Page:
In a fresh blow to the electronics giant's corporate image, a district court cited new evidence in approving the arrest warrant against vice-chairman Lee Jae-Yong, who oversees the family-run electronics giant in the absence of his ailing father.
Among other allegations, Lee is accused of paying nearly $40 million in bribes to a confidante of President Park's to secure policy favours.
"It is acknowledged that it is necessary to arrest (Lee Jae-Yong) in light of a newly added criminal charge and new evidence," a court spokesperson said in a statement.
Samsung offered a measured response following the arrest as the company's shares took a hit, dipping by around 1.5% in morning trade.
"We will do our best to ensure that the truth is revealed in future court proceedings," the company said in a statement.
'A blow to Samsung'
Lee was already being held at a detention centre after appearing in court on Thursday as judges deliberated whether to issue an arrest warrant. He will remain in custody as he awaits a trial likely to begin within a few months.
Lee, the son of the Samsung group boss Lee Kun-Hee, has been quizzed several times over his alleged role in the scandal that has rocked the nation.
The 48-year-old, described as a key suspect in the scandal, narrowly avoided being formally arrested last month, after the court ruled there was insufficient evidence.
But prosecutors on Tuesday made a second bid, saying they had collected more evidence in recent weeks.
His arrest, the first for a Samsung chief, will send shock waves through the group, which is a major part of the South Korean economy and includes the world's largest smartphone maker, Samsung Electronics.
"This is a blow to Samsung's image as a global player in the short term", HMC Investment Securities' analyst Greg Roh told AFP.
IBK Investment Securities' Lee Seung-Woo said that given the cloud over Lee, at a time when the firm is attempting a complicated restructuring, Samsung could refrain from pursuing long-term investments such as overseas mergers and acquisitions.
The company is already reeling from the debacle over the recall of its flagship Galaxy Note 7 device and reports have suggested it could face sanctions from overseas authorities if Lee is punished.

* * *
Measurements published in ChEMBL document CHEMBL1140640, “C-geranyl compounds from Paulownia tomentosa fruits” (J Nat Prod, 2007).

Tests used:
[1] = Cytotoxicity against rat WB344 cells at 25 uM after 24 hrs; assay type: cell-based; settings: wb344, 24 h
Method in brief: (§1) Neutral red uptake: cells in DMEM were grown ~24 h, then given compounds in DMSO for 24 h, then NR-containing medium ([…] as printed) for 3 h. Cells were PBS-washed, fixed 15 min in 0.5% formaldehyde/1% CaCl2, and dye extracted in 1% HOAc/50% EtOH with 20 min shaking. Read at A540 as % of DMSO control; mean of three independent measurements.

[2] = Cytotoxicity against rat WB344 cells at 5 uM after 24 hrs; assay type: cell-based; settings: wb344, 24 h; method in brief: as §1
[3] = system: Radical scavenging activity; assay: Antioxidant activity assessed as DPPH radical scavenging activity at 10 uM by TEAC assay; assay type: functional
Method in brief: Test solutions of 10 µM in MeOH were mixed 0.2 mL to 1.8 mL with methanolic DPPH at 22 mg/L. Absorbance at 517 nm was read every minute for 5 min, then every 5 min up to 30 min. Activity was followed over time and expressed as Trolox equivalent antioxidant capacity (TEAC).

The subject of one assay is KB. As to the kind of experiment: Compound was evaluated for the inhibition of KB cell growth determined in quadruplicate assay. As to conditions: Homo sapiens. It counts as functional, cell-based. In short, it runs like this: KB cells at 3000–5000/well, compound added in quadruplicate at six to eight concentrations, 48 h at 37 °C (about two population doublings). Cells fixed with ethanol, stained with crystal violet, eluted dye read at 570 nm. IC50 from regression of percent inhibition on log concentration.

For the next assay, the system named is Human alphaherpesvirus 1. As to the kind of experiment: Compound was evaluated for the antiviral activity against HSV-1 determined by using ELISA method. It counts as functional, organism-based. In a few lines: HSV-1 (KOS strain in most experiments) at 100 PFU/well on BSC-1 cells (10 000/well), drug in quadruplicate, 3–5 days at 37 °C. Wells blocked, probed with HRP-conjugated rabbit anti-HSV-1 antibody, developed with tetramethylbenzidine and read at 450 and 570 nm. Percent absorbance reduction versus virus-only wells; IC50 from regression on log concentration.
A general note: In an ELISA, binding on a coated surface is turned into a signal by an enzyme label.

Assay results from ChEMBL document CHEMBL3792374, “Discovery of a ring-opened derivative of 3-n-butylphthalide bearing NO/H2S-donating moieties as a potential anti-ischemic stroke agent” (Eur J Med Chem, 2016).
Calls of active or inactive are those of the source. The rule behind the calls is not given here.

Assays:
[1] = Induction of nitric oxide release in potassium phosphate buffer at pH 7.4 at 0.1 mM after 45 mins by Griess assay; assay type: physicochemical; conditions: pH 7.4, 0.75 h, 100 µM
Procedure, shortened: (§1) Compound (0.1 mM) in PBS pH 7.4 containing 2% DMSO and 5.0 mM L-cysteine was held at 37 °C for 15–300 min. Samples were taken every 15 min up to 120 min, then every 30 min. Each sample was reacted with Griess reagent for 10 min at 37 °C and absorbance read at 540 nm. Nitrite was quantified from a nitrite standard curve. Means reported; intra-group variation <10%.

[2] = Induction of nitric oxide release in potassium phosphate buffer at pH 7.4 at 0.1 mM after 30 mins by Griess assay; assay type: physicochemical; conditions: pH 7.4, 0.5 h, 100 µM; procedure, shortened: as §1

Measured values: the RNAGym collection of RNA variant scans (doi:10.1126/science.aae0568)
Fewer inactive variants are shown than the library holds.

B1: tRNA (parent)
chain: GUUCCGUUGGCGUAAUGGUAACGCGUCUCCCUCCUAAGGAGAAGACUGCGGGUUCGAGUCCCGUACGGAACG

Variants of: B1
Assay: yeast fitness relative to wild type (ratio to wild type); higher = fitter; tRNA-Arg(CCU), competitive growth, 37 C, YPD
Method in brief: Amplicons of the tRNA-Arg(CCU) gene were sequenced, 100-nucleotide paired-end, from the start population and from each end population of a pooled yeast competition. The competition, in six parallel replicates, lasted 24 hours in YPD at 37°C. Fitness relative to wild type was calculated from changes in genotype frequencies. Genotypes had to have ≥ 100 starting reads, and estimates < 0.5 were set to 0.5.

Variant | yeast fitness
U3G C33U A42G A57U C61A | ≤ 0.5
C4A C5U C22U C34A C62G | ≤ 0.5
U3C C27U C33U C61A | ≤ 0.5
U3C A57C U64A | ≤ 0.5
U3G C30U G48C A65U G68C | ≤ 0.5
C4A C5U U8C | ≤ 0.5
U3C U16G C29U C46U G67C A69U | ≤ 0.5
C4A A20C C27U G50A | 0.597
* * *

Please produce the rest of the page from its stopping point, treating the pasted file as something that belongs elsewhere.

Lee's father and grandfather repeatedly had close brushes with the law but were never jailed.
The scandal centres on Choi Soon-Sil, who is accused of using her close ties with Park to force local firms to "donate" nearly $70 million to non-profit foundations which Choi allegedly used for personal gain.
Samsung was the single biggest donor to the foundations. It is also accused of separately giving millions of euros to Choi to bankroll her daughter's equestrian training in Germany.
The court turned down prosecutors' demand for a separate arrest warrant for another Samsung executive, who is also the head of the Korea Equestrian Federation, citing his limited role in the scandal.
Lee has effectively taken the helm of Samsung - South Korea's biggest business group - since his father suffered a heart attack in 2014.
Prosecutors are probing whether Samsung had paid Choi to secure state approval for the controversial merger of two Samsung units seen as a key step towards ensuring a smooth power transfer to Lee.
The merger in 2015 of Samsung Camp;amp;T and Cheil Industries was opposed by many investors who said it wilfully undervalued the former unit's shares.
But the deal went through after Seoul's state pension fund - a major Samsung shareholder - approved it.
Samsung is South Korea's largest business group and its revenue is equivalent to about a fifth of the country's GDP.
Lee's arrest was seen as a blow to Park who is staging an uphill battle at the Constitutional Court to overturn her impeachment by parliament.
The Constitutional Court on Thursday said it would wrap up hearings on the impeachment case on Friday next week, sparking expectations that it will reach a verdict around March 10.